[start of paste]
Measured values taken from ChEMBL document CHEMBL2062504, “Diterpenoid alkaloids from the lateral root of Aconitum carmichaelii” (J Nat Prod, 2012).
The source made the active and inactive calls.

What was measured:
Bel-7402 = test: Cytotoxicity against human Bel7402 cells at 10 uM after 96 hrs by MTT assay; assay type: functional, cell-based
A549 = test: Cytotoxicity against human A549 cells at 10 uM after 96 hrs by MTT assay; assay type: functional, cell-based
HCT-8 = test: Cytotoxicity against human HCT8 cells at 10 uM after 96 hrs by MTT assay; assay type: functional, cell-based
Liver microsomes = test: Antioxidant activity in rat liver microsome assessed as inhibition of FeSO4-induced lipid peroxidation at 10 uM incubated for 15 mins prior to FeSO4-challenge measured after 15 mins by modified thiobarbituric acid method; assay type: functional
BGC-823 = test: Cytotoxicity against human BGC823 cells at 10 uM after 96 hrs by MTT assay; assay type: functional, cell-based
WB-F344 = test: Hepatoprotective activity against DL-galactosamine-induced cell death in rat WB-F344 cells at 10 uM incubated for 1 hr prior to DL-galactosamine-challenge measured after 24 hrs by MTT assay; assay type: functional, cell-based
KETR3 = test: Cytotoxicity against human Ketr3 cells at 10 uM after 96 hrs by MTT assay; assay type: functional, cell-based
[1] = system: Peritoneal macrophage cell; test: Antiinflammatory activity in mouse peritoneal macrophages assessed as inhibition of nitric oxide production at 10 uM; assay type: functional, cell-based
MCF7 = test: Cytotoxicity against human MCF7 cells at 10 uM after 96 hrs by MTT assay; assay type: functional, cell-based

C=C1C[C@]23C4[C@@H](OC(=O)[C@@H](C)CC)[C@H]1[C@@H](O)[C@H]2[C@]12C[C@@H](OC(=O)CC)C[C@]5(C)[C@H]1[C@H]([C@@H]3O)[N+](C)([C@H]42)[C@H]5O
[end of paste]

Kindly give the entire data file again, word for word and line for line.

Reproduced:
Measured values taken from ChEMBL document CHEMBL2062504, “Diterpenoid alkaloids from the lateral root of Aconitum carmichaelii” (J Nat Prod, 2012).
The source made the active and inactive calls.

What was measured:
Bel-7402 = test: Cytotoxicity against human Bel7402 cells at 10 uM after 96 hrs by MTT assay; assay type: functional, cell-based
A549 = test: Cytotoxicity against human A549 cells at 10 uM after 96 hrs by MTT assay; assay type: functional, cell-based
HCT-8 = test: Cytotoxicity against human HCT8 cells at 10 uM after 96 hrs by MTT assay; assay type: functional, cell-based
Liver microsomes = test: Antioxidant activity in rat liver microsome assessed as inhibition of FeSO4-induced lipid peroxidation at 10 uM incubated for 15 mins prior to FeSO4-challenge measured after 15 mins by modified thiobarbituric acid method; assay type: functional
BGC-823 = test: Cytotoxicity against human BGC823 cells at 10 uM after 96 hrs by MTT assay; assay type: functional, cell-based
WB-F344 = test: Hepatoprotective activity against DL-galactosamine-induced cell death in rat WB-F344 cells at 10 uM incubated for 1 hr prior to DL-galactosamine-challenge measured after 24 hrs by MTT assay; assay type: functional, cell-based
KETR3 = test: Cytotoxicity against human Ketr3 cells at 10 uM after 96 hrs by MTT assay; assay type: functional, cell-based
[1] = system: Peritoneal macrophage cell; test: Antiinflammatory activity in mouse peritoneal macrophages assessed as inhibition of nitric oxide production at 10 uM; assay type: functional, cell-based
MCF7 = test: Cytotoxicity against human MCF7 cells at 10 uM after 96 hrs by MTT assay; assay type: functional, cell-based

C=C1C[C@]23C4[C@@H](OC(=O)[C@@H](C)CC)[C@H]1[C@@H](O)[C@H]2[C@]12C[C@@H](OC(=O)CC)C[C@]5(C)[C@H]1[C@H]([C@@H]3O)[N+](C)([C@H]42)[C@H]5O